I was mesmerized when I heard Mat Johnson (2015) do a reading from his new novel, Loving Day. One of the great joys that has accompanied my transition into the Houston metroplex this year involves connecting with a community of readers. Mat Johnson is one of several fantastic authors I saw this year during the Inprint Houston Margarett Root Brown Reading Series.
Mr. Johnson inscribed my book – “there will be a test on this.” This post represents at least part of what I consider to be the ‘test’ of the book; let us consider it a written essay, perhaps responding to the question: Explore and unpack your understanding of Johnson’s conclusions regarding race in 21st century America.
A Brief Overview of the Plot
In the opening chapter, the mixed-race narrator Warren Duffy returns to Philadelphia (from Wales) following the death of his father and a failed marriage, to care for Loudin Mansion – a dilapidated pieces of historic property that Warren’s father was restoring (for historical reference, this fictional mansion is based partially on a real historic site in Philadelphia called Loudon Mansion, which Mat Johnson discusses on his Fresh Air Interview with Terry Gross).
Readers are immediately introduced to the racial themes of the book. Warren, reflecting on returning to a predominantly Black part of Philadelphia, immediately demarcates the central struggles of the novel: “I’m not white, but I can feel the eyes of the few people outside on me, people who must think that I am, because I look white. . .This disconnect in my racial projection is one of the things I hate. It goes in a subcategory I call America” (p. 4). Warren goes on to describe himself as “a racial optical illusion” (p. 18) – largely identifying with his Black racial identity, although phenotypically of lighter complexion.
On his first night back in the house, Warren experiences the first of a series of irruptions central to the novel – a vision of ghosts, crackheads, or sociopaths – on the front lawn. The metaphor of these visions carry on throughout the book – and I will return to their importance later. A second irruption occurs in Warren’s life on his first full day back in Philadelphia, when he discovers he fathered a daughter as a teenager. Tal, like her father Warren, is multiracial~multiethnic~mixed, although she has been raised by her White, Jewish grandfather and has no sense of her multiracial background, despite her phenotypically darker complexion. Upon learning her father self-identifies as Black, Tal immediately freaks out: “So, I’m a Black. That’s just fucking great. A black. That’s just what I need right now” (p. 39). Warren assesses: “My daughter is a racist, I think” (p. 39).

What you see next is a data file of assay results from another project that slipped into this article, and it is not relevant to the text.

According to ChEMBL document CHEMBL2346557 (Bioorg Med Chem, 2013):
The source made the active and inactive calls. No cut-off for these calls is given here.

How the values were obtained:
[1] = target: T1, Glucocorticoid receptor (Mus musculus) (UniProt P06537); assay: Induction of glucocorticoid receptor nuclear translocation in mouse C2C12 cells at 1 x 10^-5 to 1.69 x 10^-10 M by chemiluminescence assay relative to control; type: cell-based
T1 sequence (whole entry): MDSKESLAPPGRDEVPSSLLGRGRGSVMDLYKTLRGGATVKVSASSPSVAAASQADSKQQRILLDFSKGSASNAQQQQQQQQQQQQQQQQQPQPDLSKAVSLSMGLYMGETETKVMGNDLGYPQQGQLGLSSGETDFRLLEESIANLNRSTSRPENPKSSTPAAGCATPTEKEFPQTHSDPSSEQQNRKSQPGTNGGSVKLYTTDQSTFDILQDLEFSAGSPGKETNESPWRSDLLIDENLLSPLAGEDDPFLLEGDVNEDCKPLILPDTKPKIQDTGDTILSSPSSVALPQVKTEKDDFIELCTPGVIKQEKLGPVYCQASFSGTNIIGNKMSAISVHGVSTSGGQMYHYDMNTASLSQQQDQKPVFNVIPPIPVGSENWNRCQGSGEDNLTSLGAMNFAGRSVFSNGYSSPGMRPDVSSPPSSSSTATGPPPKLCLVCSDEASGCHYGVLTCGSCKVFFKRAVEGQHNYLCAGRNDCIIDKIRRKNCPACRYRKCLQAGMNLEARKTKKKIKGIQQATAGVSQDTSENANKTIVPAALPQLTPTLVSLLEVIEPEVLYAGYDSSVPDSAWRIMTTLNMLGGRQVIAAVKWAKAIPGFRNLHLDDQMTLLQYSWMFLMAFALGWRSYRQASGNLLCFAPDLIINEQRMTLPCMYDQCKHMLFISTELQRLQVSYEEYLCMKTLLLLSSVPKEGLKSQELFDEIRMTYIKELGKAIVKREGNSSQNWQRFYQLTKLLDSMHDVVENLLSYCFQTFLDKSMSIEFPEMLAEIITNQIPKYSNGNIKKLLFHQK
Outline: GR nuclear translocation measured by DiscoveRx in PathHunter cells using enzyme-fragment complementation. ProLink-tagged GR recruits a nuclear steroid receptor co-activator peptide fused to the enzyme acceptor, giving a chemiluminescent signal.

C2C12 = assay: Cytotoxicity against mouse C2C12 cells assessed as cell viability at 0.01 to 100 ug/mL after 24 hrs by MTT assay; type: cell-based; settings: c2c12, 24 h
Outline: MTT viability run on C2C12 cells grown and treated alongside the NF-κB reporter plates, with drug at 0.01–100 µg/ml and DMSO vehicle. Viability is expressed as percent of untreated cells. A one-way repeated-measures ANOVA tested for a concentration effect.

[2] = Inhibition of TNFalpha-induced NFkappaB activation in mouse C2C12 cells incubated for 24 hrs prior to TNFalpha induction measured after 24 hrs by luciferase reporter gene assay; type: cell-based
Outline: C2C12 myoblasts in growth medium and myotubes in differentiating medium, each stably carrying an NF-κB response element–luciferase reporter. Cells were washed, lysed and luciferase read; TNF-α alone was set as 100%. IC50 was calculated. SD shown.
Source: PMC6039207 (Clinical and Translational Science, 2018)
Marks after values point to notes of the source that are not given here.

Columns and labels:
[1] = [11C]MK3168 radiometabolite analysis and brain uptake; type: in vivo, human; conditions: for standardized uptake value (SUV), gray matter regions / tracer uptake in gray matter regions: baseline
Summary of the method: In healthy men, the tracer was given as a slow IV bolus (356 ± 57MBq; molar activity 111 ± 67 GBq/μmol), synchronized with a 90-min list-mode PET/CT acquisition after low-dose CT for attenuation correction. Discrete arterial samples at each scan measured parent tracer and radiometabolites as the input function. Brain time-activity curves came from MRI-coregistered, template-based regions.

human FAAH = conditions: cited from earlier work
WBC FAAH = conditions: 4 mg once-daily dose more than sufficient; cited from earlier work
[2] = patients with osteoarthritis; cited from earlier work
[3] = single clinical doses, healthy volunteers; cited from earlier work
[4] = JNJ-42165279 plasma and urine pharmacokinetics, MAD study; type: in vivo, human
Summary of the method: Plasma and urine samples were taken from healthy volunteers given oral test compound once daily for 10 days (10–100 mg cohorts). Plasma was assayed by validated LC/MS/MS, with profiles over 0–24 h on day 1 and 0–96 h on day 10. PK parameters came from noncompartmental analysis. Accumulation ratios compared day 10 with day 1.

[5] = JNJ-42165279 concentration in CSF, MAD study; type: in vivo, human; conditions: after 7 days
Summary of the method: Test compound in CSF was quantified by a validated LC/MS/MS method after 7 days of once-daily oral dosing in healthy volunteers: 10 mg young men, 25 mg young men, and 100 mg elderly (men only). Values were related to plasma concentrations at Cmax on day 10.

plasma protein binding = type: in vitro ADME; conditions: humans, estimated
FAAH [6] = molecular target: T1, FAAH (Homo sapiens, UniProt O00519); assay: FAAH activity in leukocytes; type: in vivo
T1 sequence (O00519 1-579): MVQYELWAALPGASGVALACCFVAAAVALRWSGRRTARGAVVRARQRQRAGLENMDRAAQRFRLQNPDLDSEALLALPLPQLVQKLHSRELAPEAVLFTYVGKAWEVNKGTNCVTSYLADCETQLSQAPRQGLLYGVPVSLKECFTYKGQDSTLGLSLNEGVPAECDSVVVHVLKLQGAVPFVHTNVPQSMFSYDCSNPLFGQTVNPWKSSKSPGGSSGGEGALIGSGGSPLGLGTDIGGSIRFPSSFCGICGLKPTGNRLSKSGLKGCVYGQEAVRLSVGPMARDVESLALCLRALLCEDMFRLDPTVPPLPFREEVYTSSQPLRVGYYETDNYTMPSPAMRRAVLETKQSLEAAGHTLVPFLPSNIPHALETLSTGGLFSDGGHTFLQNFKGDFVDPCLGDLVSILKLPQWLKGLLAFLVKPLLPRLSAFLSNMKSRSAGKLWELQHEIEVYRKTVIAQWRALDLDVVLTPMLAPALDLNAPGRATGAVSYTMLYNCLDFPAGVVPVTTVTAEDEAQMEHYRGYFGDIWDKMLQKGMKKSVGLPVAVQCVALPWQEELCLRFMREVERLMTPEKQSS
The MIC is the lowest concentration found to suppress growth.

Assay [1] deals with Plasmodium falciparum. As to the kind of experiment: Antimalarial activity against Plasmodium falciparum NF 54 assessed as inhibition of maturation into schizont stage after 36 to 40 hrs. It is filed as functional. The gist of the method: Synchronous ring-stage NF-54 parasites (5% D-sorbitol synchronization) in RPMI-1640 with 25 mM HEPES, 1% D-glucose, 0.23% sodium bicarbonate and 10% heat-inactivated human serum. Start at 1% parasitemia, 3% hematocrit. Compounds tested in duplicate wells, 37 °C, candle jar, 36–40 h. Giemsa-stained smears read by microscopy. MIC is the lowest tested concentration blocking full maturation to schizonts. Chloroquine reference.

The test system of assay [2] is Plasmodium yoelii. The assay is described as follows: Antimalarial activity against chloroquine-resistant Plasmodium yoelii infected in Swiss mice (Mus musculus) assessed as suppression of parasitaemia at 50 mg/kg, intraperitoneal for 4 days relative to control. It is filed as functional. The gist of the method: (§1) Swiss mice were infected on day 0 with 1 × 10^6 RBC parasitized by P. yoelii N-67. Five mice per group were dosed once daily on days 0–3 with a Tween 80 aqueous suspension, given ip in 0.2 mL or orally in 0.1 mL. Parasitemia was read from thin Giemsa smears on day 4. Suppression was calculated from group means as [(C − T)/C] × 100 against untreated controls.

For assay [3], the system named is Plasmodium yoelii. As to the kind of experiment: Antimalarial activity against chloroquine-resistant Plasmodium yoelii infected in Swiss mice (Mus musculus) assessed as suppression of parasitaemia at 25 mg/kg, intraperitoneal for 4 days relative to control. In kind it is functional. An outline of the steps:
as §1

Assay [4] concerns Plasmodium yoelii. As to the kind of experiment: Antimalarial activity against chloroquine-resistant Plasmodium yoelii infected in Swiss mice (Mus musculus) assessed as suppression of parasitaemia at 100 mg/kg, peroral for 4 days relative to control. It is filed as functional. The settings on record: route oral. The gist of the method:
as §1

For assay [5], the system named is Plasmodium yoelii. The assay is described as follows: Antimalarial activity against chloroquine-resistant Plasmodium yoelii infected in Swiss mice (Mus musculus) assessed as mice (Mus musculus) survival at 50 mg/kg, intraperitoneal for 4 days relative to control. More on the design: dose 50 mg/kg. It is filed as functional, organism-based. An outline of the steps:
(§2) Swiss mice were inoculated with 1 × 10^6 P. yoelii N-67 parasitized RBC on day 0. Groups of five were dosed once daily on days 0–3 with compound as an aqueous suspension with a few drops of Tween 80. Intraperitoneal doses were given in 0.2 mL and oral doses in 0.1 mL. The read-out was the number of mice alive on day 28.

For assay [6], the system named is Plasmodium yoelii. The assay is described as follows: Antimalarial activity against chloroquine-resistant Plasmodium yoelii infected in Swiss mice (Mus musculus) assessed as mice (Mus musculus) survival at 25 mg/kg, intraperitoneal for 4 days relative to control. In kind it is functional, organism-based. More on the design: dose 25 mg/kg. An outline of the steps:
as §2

The third irruption occurs when Sunita Habersham confronts Warren during an author talk he is giving at a comic book convention. Warren, who has written comics exploring issues of race, is confronted with a difficult question: “What is it like for you, as a biracial artist” (p. 25)? Since he identifies as Black, Warren becomes defensive – “there is no such thing as ‘biracial’ in Black America. . .there’s black, and there’s white. That’s it” (p. 27). Sunita accuses Warren of being a ‘sunflower,’ – a term evidently describing multiracial individuals who deny their white heritage – and is simultaneously accosted as “stick[ing] within the racial mold set by slavery” (p. 26).
Throughout the remainder of the novel, Warren and Tal, now thrust together as father and daughter, engage in an unpacking of exploring what it means to be multiracial~multiethnic~mixed. Warren enrolls Tal in a ‘charter school’ for multiracial children, which actually functions more as a roving community seeking to provide space for multiracial~multiethnic~mixed people of all ages to explore the complicated nature of their ‘identity.’ Near the culmination of the book, the community plans a Loving Day celebration – paying homage to the Supreme Court decision Loving v. Virginia, which decriminalized interracial marriage in the United States. The novel is satirical, funny, but also thought provoking in its examination of the intensely complicated nature of racial identity, discourse, and construction in the United States.
The Irruption of Multiracial~Biracial~Mixed Identity
Irruption is defined as “a breaking or bursting in; a violent incursion or invasion” (dictionary.com). Johnson’s novel traces and maps irruptions – not just in the plot twists, but also more importantly in the continuously evolving discourse that is the social construction of race in the United States.
I use the word “irruption” purposely. In my reading of the novel, Johnson is anticipating a 21st century discourse on race in the United States that will have a difficult time breaking outside the binary of Black-White; or, put differently, outside of monoracial lenses. Since we, as a society, have not successfully dealt with race relations between Black and white people, Johnson seems to be questioning what will happen to discourses and relations as more people begin to self-identify as multiracial~multiethnic~biracial. The appearance or self-identifying of multiracial~multiethnic~biracial people (will) appear as an irruption in our discourses on race, and our social imaginary, largely because we are not used to thinking about people self-identifying outside monoracial markers; in fact, it is only within the past two census cycles that we have begun gaining a sense of the self-identified multiracial population in the United States (Wijeysinghe, 2012).
Johnson appears to lean toward or desire a post-racial future. I use the closing lines of the novel in justifying this assessment. Remember the ghosts-crackheads-sociopaths from the opening pages of the book? Throughout the novel, these apparitions become clearer – one is a Black man, one is a White woman – and in the imagination of the multiracial community that forms within the confines of Loudin Mansion these apparitions become a spiritual beckoning of the first interracial couple. Warren has denied these apparitions throughout the novel, but in the closing lines he sees them: “I see, even from here. One is a man. One is a woman. He, black. She, white…I’m not scared. I see them. I see what they are, or what they were. Just lovers. Just people” (p. 287). While there is a much more complicated discussion to be had related to the apparitions within the novel, the long history of sexualizing Black male bodies, the lynching of Black male bodies accused of raping White women, and general fears of miscegenation that has accompanied the history or Black-white race relations in the United States, the closing words of the novel, “just people,” is an oft-uttered phrase of post-racial discourses (Rothenberg, 2016; Wise, 2010).